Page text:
(1.38) But, moreover, taking the history of our Lord’s descent into Egypt, which is contained in the gospel according to Matthew [2:13-23], Celsus refuses to believe the paradoxical circumstances attending it, namely, either that the angel gave the divine intimation, or that our Lord’s leaving Judea and residing in Egypt was an event of any significance. Instead, Celsus invents something altogether different, admitting somehow the paradoxical powers (dynameis) displayed by Jesus, by means of which he induced the multitude to follow him as the Christ. And yet he wants to discredit them as thought they were done by help of Magian technique (mageia) and not by divine power. For Celsus asserts “that Jesus, having been brought up as an illegitimate child and having served for hire in Egypt, and then coming to the knowledge of certain powers, returned from there to his own country, and by means of those powers proclaimed himself a god.”

Now I do not understand how a Magian (magos) would put effort into teaching something which persuades us always to act as if God were to judge every man for his actions and would have trained his disciples, whom he was to employ as the ministers of his teaching, in the same belief. For did the disciples make an impression upon their hearers, after they had been taught to display powers, or was it without the aid of these? The assertion, therefore, that they did not display powers at all, but that, after yielding their belief to arguments which were not at all convincing, like the wisdom of Greek dialectics, they gave themselves up to the task of teaching the new teaching to those persons among whom they happened to take up their abode, is altogether absurd. For in what did they place their confidence when they taught the teaching and disseminated the new opinions? But if they actually did display powers, then how can it be believed that Magians exposed themselves to such hazards to introduce a teaching which forbids practicing Magian technique (mageia)? . . . [omitted sections].

(1.45) I remember on one occasion, at a debate held with certain Judeans who were reputed learned men, having employed the following argument in the presence of many judges: “Tell me, men,” I said, “since there are two individuals who have visited humankind, regarding whom are related marvellous works surpassing human power (Moses, namely, your own legislator, who wrote about himself, and Jesus our teacher, who has left no writings regarding himself, but to whom testimony is borne by the disciples in the gospels), what are the grounds for deciding that Moses is to be believed as speaking the truth, although the Egyptians slander him as a howler of chants (goēs) and as appearing to have displayed his mighty powers through knowledge of charms (mangeneia), while Jesus is not to be believed because you are his accusers?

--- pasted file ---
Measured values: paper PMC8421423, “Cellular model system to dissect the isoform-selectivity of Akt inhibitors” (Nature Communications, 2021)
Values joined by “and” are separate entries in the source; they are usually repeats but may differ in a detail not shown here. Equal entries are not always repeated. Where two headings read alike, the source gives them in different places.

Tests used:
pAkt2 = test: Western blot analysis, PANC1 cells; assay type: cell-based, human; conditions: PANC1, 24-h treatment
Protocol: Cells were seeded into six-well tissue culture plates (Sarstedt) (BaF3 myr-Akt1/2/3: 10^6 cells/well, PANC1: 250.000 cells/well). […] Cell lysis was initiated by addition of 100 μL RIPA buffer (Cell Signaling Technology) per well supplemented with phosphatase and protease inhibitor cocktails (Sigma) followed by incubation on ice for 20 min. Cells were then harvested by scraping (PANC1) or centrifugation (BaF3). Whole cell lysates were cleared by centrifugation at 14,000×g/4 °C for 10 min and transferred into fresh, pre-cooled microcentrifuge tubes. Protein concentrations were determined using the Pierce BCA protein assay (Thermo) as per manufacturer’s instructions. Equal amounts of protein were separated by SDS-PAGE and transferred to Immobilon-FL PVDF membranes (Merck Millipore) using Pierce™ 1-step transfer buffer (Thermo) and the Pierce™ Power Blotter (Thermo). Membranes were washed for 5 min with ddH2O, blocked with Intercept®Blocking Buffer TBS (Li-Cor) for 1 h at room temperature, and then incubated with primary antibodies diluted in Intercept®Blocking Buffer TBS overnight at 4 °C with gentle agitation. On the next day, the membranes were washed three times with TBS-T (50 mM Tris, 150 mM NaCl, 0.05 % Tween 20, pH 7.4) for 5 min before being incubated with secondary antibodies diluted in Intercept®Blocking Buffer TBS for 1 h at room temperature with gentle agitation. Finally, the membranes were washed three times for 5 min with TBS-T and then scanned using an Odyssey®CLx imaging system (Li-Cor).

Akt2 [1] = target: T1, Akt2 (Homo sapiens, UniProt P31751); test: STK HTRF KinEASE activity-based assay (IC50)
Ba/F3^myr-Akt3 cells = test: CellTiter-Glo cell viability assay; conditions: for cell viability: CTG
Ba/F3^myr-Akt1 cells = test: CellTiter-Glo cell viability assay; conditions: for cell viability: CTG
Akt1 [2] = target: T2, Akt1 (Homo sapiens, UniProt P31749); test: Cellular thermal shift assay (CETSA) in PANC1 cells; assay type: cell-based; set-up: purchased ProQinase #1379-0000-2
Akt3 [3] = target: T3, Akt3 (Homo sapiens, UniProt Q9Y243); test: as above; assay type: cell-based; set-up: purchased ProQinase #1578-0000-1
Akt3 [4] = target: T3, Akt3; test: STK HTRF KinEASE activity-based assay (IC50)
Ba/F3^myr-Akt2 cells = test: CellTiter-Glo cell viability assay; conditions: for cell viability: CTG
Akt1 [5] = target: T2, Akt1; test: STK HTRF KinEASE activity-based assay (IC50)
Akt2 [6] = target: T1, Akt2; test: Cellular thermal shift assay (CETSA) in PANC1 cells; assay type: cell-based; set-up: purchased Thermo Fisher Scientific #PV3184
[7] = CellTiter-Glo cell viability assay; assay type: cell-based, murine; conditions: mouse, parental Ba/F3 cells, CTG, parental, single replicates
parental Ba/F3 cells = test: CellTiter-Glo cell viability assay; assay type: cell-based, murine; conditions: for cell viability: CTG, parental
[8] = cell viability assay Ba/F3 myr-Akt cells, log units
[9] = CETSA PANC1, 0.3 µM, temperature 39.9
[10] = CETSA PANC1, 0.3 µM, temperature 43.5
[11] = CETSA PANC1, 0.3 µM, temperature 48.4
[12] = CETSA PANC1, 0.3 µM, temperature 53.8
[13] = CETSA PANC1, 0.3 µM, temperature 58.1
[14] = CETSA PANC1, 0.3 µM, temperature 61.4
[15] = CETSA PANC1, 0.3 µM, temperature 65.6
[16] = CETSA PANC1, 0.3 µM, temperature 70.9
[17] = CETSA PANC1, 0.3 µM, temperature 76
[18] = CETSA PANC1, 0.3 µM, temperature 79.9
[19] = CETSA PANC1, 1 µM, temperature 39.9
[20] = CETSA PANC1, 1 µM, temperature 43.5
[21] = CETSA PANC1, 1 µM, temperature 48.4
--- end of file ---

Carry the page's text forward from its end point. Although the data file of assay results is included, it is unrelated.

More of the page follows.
And yet there are peoples (ethnē) that bear witness in favour of both: the Judeans to Moses; and the Christians, who do not deny the prophetic mission of Moses, but proving from that very source the truth of the statement regarding Jesus, accept as true the miraculous circumstances related of Jesus by his disciples. Now, if you ask us for the reasons of our trust in Jesus, give yours first for believing in Moses, who lived before Jesus, and then we will give you ours for accepting the latter. But if you draw back, and shirk a demonstration, then we, following your own example, decline for the present to offer any demonstration likewise. Nevertheless, admit that you have no proof to offer for Moses, and then listen to our defense of Jesus derived from the law and the prophets. And now observe what is almost incredible! It is shown from the declarations concerning Jesus, contained in the law and the prophets, that both Moses and the prophets were truly prophets of God.”